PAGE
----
A third ground of appeal was that the judge had not given an adequate good character direction. The Board considered that on its own this would not have been sufficient to shake the safety of the conviction, and that because this was not a case where the defendant had given evidence and put his credibility against that of other witnesses, it would ignore this ground. But significant for my point about changing perceptions of fairness is the increased importance of good character directions that was established in developments in the law after this trial: R v Aziz [1996] AC 41. Had the trial occurred after Aziz, a stronger good character direction would have been required, although in this case its absence may not have been decisive (compare Brown v R (Jamaica) noted here 21 April 2005; Gilbert v R (Grenada) noted here 29 March 2006).

Mr Krishna was ordered, after 23 years in custody as a sentenced prisoner, to be immediately released:

“Strong though the evidence against the appellant was, the Board is unable to conclude that the jury would have inevitably convicted the appellant if these irregularities had not occurred.”

Will there be an award of compensation? Better not to hold one’s breath. Clearly the trial had been unfair, because it could not be said that the jury was impartial: the judge’s comments on voluntariness indicated a preference for the police witness’s credibility, and lack of an accomplice warning also told against impartiality. Given that the trial had not been fair, the conviction could not stand. The Board’s comments on the strength of the case against the appellant were made in the context of whether to order a new trial, and as one was not ordered, compensation would be appropriate even under the meanest regimes; see my discussion of compensation here on 15 May 2011.

When time is broke …

“What is dawn in the city to an elderly man standing in the street looking up rather dizzily at the sky?”

This sentence from the penultimate paragraph of Virginia Woolf’s work of consummate genius, “The Waves”, has been with me since I first read it in the ’70s. So has Shakespeare’s wonderful

“I wasted time, and now doth time waste me.”

Time’s measurement has in the last six weeks caused ructions in the United Kingdom, where the legislature is set to uphold a practice which was based on a misconception about time. An interpretation of provisions allowing the police to detain suspects for questioning for no longer than a specified period, which could be extended, had been followed without judicial consideration for over 20 years. Then someone said, just a minute, is this legal, what does the statute mean? It did not mean what it had been assumed to mean: R (On the Application of the Chief Constable of Greater Manchester Police) v Salford Magistrates’ Court [2011] EWHC 1578 (Admin).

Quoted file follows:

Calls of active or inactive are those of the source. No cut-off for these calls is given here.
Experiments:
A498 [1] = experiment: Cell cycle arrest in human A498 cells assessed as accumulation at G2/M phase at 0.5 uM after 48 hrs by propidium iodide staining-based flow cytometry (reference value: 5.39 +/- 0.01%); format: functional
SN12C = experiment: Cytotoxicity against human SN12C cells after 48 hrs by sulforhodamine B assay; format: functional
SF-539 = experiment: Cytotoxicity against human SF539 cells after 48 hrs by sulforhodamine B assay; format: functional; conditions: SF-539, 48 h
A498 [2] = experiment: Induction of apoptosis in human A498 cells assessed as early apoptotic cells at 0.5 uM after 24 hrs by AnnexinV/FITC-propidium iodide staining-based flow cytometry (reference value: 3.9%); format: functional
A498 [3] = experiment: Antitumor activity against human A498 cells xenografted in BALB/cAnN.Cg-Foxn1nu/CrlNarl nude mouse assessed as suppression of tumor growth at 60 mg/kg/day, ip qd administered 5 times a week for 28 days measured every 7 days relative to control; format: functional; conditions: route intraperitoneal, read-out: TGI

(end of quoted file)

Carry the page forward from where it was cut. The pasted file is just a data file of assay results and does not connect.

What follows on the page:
The legislature seems eager to establish the position as what the police had thought it to have been rather than what it probably seemed to the original enactors to have been. The police snap their fingers, and the legislature obeys.

In a general sense, the interpretative dispute was over whether time should be measured as if it flows continuously from a specified moment, or as if it is a series of discrete periods which are to be considered in their aggregate.

The kind of people who are reminded by this of passages from Virginia Woolf and Shakespeare will also remember that Zeno’s arrow paradox cautions us against the perils of dividing time, while his tortoise paradox shows that division of events can also be problematic.

Don’t let me spoil this one by quoting …

There are rare moments when a brilliant judgment makes others look vapid and pathetic. So it is with Judge Bonello’s roasting of the House of Lords and of the United Kingdom government’s arguments in Al-Skeini v United Kingdom [2011] ECtHR 1093 (7 July 2011). Even the Grand Chamber judgments with which he concurred seem inept by comparison, fumbling with a subject which he has firmly in his grasp. Compulsory reading for anyone who would be an advocate or a judge.

Sorts of fairness: abuse of process, plea bargaining and the stay of proceedings

There is something unsettling about R v Nixon, 2011 SCC 34 (24 June 2011). It is the possibility that an issue of trial fairness may be determined by a balance between societal interests and individual concerns.

The conceptual scheme that allows this possibility was set out in the Court’s judgment, delivered by Charron J, at [33-42]. The first point is unexceptional: there are two categories of abuse of process – those which concern trial fairness, and those which raise the integrity of judicial process [36]. The unsettling thing comes next [38]:

” … Achieving the appropriate balance between societal and individual concerns defines the essential character of abuse of process.”

Nixon had nothing to do with trial fairness (this was hesitantly – because of lack of clarity in the submissions – recognised at [55]). It was about what can be called public policy fairness: whether in this case a plea bargain could be rejected by a more senior prosecutor. That sort of fairness does indeed involve a balance between societal interests and individual concerns. Instead of calling it public policy fairness, you could call it “the proper and fair administration of criminal justice” as Charron J does at [63]. My impression is that the conceptual framework that emerged from the precedents relied on in Nixon wrongly equates substantial fairness with administrative fairness.